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Georgia Green Stamper – Georgia On Her Mind

  • Seeking the groundhog's forecast in modern times

    If I were naming a holiday for an animal, I might go with Giraffe Day. They’re elegant beasts, and I’ve felt a kinship with them since I was in high school. That’s when Tony Denny observed to everyone in earshot that I had a neck as long as a giraffe’s.

    Or Zebra Day – is there a more beautiful creature than a zebra? If it had its own day, might it become a symbol of racial harmony or world peace?

  • Close the French doors and keep the grown-ups out

    My husband would say that we bought our nothing-out-of-the-ordinary suburban home because it had a walkout basement. That’s an uncommon feature, we were surprised to learn, in our more flat than not sub-division. The real reason, however, was its tiny front room.

  • Uncle Murf: The man who defied the odds of survival

    Veterans Day – formerly known as Armistice Day until we realized peace would ever elude us – seems a good time to tell my Great-Uncle Murf’s story.
    This November day of observance first began to honor the veterans of his war, World War I.  And he was the archetypal American soldier. A Kentucky farm boy who’d never been more than a 100 miles from home, drafted but willing and patriotic, he did his duty without glory, without complaint.

  • Georgia On My Mind: Warm memories of Dad’s charcoal-grilled burgers

    I opened the window of the car and summer slipped in beside me.
    “I know him,” I said when the air conditioner objected to our picking up this hitchhiker. I’d been following him, I could have explained, watching for glimpses of him through the windshield.
    I had almost forgotten the smell of his cologne, one part fresh-cut bluegrass, one part humidity, one part – oh, I can’t name it. Maybe heat, the kind you see rising up in a haze on the horizon? But now I remembered: The scent of summer before time ran away.

  • Georgia On My Mind: 'Swag Money' fires incompetent cyber-assistant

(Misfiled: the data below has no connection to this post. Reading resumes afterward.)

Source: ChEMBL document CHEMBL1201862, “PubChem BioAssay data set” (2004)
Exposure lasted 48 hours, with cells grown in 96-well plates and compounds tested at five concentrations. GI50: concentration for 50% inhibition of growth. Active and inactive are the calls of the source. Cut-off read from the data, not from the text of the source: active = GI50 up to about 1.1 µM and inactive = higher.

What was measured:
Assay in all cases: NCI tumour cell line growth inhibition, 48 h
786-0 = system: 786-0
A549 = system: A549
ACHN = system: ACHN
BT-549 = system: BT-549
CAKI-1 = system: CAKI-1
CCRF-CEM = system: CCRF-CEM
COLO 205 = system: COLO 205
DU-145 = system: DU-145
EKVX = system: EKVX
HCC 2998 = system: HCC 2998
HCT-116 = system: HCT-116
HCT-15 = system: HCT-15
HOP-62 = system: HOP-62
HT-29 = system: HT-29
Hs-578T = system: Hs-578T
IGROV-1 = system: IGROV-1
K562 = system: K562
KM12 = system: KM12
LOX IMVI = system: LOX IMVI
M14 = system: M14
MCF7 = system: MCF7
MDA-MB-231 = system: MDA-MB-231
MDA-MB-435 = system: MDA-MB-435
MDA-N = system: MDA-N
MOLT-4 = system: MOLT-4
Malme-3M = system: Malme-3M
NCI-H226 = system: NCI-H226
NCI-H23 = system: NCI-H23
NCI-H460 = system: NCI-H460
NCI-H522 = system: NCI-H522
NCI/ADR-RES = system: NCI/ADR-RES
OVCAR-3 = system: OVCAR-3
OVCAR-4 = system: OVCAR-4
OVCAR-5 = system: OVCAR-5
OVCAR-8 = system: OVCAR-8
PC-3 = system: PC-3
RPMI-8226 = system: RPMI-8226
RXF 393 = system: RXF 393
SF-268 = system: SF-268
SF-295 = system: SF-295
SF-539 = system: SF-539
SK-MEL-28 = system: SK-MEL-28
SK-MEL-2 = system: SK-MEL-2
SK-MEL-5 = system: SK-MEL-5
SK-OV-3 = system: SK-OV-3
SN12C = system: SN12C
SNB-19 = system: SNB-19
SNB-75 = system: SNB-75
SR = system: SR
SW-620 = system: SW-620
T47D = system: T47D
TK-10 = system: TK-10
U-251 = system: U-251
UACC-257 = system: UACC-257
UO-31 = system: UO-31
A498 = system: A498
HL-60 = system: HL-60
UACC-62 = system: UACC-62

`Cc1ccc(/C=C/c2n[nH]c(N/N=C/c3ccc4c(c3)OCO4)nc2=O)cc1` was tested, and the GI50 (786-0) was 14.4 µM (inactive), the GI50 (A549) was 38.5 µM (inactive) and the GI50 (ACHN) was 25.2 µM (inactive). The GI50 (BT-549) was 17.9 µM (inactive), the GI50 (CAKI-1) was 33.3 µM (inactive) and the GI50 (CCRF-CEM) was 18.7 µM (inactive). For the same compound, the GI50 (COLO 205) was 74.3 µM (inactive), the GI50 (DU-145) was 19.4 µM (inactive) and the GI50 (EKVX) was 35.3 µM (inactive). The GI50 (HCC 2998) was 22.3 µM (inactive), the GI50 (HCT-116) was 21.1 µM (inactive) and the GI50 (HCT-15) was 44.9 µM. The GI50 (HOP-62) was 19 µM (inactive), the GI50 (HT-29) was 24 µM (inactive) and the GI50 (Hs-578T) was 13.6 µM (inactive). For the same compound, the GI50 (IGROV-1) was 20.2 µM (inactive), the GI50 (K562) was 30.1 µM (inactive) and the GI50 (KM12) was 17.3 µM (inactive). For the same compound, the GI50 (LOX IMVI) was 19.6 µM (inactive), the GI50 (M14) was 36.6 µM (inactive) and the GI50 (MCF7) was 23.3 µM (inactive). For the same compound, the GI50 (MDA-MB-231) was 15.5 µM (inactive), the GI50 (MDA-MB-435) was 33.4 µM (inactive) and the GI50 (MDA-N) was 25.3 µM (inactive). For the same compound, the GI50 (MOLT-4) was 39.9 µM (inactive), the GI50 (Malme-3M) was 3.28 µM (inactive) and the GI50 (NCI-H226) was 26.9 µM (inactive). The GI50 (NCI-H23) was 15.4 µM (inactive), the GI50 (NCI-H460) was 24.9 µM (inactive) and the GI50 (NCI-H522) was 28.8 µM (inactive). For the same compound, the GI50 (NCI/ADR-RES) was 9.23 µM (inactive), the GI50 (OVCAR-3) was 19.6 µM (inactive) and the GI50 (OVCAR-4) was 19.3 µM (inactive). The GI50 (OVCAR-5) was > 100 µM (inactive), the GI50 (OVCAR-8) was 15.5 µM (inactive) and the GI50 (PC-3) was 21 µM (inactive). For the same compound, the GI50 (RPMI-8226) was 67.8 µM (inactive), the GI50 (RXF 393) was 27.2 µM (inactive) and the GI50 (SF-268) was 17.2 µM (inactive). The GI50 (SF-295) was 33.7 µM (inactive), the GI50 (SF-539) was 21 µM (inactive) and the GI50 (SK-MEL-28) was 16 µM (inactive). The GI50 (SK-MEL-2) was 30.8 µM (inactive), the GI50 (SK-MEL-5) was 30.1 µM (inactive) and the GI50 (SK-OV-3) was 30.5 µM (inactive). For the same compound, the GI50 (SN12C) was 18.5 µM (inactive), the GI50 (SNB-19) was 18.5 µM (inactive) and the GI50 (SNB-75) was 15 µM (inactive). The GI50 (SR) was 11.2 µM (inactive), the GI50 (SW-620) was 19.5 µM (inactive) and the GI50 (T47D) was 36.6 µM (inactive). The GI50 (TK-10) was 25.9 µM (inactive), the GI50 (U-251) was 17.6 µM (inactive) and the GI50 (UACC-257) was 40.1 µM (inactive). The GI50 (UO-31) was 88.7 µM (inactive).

I fired my personal assistant. I got worried she was a spy for the CIA using my ho-hum life as a front. Bumbling around working for me, a Kentucky grandmother on Medicare, she was respectably dull and invisible, ready to take on any ISIS terrorists who may have penetrated the frozen foods section of my local Kroger.
    If not an undercover agent, however, she certainly was the most incompetent assistant in history. Or maybe the most impertinent.

  • Georgia: On my mind - Detective works pays off for class of 1963 reunion

    Ernie and I have hit upon a new plan to supplement our retirement income.
    We’re starting up the Georgia & Ernie Detective Agency.
    I’m kidding around, of course, but with the help of our classmates, friends, the News-Herald and the Internet, we’ve done the near impossible - to announce our 51st Class Reunion (yes we forgot to plan a 50th) on Aug. 2, we’ve located a mailing address for the 58 living members of the Owen County High School Class of 1963.  

  • Georgia: On my mind - Trust me Honey, it’s not easy getting older

    “You see, of course, if you’re not a dunce, How it went to pieces all at once, –
    All at once, and nothing first, –
    Just as bubbles do when they burst.”

    Oliver Wendell Holmes
    “The Deacon’s Wonderful One-Hoss Shay”

    I was striding through middle age without a stumble when I bumped smack into Honey.

  • Georgia - On Her Mind: Say goodbye to Livingood

    Did you hear about Zee Livingood? She passed away last week from complications of good health, the coroner says!
    I was so upset when we got the news that my husband had to shove a gluten-filled doughnut into my mouth and put me to bed with a Diet Pepsi.

  • Georgia - On my mind: Every generation finds its own way

    My daughter and I were five hours into a road trip with two grandchildren bored in the backseat. They’d exhausted the usual diversions and had sunk to the level of bug-your-sibling-until-it-squeals. That’s when I pulled out an old compact disc of Tom T. Hall’s Greatest Hits I keep in my car.
    The 13-year-old began to gag. Inspired by her humor, the 9-year-old joined in with noises only a boy can make. I restrained myself from giving them my opinion of current pop music. Every new generation celebrates its own, I understand.

  • Georgia - On Her Mind: You may recreate the recipe but not the woman

    It rarely snows this early in the upper south, but it drizzles more days than it doesn’t. If you’re not careful you can vanish into the mist on a Kentucky back road like Heathcliff on the moors of England. My family was luckier than most. We had Aunt Helen and her recipe for cast-iron skillet spaghetti to keep us on course through the gray days of November. Through the tedious weeks of stripping tobacco. Through frigid mornings on a schoolbus as we made the 20-mile trip to school. Or trudging, as she did, day after day, to a typewriter in an office.